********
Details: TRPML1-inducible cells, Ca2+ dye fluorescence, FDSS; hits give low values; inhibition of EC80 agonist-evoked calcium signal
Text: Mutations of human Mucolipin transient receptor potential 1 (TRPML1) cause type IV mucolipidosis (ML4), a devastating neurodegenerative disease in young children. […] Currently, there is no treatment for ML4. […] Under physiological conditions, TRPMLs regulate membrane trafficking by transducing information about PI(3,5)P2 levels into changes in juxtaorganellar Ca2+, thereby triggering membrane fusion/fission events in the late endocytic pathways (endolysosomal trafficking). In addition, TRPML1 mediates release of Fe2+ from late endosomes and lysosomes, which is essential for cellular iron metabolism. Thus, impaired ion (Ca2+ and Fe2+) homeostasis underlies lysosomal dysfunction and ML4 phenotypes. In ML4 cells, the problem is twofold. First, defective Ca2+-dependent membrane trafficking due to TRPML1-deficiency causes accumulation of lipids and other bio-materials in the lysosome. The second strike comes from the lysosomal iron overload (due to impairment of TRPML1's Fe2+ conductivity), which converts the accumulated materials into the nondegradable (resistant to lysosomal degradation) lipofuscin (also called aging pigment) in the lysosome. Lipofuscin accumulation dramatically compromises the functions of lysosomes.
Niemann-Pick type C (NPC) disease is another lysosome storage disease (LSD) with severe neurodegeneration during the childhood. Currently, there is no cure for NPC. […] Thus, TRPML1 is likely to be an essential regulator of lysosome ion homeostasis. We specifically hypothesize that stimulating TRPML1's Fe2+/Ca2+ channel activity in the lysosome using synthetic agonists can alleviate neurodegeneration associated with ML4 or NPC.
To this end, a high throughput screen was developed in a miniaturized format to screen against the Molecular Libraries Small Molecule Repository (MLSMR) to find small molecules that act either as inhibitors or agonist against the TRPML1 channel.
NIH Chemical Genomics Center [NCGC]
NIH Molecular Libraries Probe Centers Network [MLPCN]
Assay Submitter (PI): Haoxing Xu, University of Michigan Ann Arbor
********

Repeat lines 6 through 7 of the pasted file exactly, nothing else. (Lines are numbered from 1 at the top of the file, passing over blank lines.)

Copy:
NIH Molecular Libraries Probe Centers Network [MLPCN]
Assay Submitter (PI): Haoxing Xu, University of Michigan Ann Arbor